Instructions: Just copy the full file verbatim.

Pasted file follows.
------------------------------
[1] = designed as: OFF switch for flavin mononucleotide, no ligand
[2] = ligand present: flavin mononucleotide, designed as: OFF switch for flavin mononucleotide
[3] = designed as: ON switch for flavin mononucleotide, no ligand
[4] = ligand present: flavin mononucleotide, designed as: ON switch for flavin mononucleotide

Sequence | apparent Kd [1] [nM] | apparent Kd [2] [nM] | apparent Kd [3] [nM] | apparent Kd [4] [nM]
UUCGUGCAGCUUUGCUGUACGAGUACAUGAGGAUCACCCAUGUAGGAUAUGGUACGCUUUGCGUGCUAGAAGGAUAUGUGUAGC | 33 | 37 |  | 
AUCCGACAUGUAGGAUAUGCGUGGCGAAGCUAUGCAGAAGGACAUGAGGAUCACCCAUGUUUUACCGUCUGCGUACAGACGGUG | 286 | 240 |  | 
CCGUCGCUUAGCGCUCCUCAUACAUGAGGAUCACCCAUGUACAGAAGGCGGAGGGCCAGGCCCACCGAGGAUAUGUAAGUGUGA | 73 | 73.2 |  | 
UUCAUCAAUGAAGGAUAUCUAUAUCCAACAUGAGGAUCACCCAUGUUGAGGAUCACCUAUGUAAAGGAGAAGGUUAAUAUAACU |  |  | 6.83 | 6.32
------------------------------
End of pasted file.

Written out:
[1] = designed as: OFF switch for flavin mononucleotide, no ligand
[2] = ligand present: flavin mononucleotide, designed as: OFF switch for flavin mononucleotide
[3] = designed as: ON switch for flavin mononucleotide, no ligand
[4] = ligand present: flavin mononucleotide, designed as: ON switch for flavin mononucleotide

Sequence | apparent Kd [1] [nM] | apparent Kd [2] [nM] | apparent Kd [3] [nM] | apparent Kd [4] [nM]
UUCGUGCAGCUUUGCUGUACGAGUACAUGAGGAUCACCCAUGUAGGAUAUGGUACGCUUUGCGUGCUAGAAGGAUAUGUGUAGC | 33 | 37 |  | 
AUCCGACAUGUAGGAUAUGCGUGGCGAAGCUAUGCAGAAGGACAUGAGGAUCACCCAUGUUUUACCGUCUGCGUACAGACGGUG | 286 | 240 |  | 
CCGUCGCUUAGCGCUCCUCAUACAUGAGGAUCACCCAUGUACAGAAGGCGGAGGGCCAGGCCCACCGAGGAUAUGUAAGUGUGA | 73 | 73.2 |  | 
UUCAUCAAUGAAGGAUAUCUAUAUCCAACAUGAGGAUCACCCAUGUUGAGGAUCACCUAUGUAAAGGAGAAGGUUAAUAUAACU |  |  | 6.83 | 6.32